The reference, lookup, and information functions really shine when you want to build worksheets that automatically carry out a series of boredom-inducing tasks. And they let you tie your information together in interesting ways. Maybe you want to determine monthly wages based on billing rates, build a parts list for an order, or create an invoice based on items that have been ordered from a product catalog. This last task, which is demonstrated in the next example, is sometimes called a dynamic invoicer . It allows sales representatives to quickly create an invoice by choosing from a catalog of company products.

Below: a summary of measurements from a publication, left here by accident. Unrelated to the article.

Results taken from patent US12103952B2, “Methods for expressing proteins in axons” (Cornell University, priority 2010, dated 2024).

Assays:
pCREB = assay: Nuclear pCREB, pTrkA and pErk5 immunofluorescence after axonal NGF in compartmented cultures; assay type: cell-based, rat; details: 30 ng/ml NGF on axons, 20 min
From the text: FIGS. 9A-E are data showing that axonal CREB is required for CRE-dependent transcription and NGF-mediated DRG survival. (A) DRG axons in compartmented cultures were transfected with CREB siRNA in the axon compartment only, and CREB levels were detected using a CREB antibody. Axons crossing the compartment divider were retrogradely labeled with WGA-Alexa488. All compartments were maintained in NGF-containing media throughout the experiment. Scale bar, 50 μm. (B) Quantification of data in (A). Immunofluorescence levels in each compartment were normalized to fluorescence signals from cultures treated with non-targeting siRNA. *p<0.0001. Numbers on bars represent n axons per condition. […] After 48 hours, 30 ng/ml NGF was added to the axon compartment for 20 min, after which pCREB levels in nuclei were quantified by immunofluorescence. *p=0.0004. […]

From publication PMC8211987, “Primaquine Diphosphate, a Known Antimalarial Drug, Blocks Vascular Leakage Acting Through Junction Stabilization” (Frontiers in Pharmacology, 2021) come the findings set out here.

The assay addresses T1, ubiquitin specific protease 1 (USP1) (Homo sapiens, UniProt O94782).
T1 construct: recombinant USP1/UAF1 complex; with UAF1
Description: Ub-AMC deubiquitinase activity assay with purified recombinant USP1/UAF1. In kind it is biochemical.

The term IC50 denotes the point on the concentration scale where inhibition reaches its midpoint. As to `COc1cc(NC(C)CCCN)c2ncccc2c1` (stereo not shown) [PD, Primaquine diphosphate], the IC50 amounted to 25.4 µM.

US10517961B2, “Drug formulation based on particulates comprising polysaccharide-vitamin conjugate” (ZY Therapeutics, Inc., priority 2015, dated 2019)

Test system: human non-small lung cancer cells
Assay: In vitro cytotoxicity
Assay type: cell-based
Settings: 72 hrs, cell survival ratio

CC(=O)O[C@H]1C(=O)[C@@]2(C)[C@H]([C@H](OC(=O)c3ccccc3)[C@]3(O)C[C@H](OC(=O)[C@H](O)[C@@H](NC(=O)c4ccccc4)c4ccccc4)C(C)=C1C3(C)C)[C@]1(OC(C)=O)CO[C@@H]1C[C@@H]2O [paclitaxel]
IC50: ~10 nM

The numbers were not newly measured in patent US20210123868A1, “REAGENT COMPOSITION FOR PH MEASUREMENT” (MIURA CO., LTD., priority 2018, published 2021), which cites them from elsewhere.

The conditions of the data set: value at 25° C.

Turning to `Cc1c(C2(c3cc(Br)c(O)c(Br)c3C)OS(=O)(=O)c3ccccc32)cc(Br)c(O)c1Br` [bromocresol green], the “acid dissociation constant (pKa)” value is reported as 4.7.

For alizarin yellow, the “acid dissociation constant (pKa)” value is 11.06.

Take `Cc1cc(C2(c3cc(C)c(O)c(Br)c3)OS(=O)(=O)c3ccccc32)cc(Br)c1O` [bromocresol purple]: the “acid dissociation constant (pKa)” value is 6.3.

The dynamic invoicer employs the following techniques:
Looking up information from a table with VLOOKUP( ).
Avoiding calculations when data isn't present with IF( ) and ISBLANK( ).
Referencing data from another worksheet.
Using absolute references to make it easier to copy formulas.
The first step is to build the table filled with your company's products. Figure 11-10 shows you the list for this example.
Figure 11-10. Here's a product catalog that a sales rep might use to build an invoice. It includes the Product ID (used for the lookup), the Model Name (used to identify the selected products), and the Price (used to calculate the total cost of an order).
The next step is to build a worksheet that actually creates the invoices. ...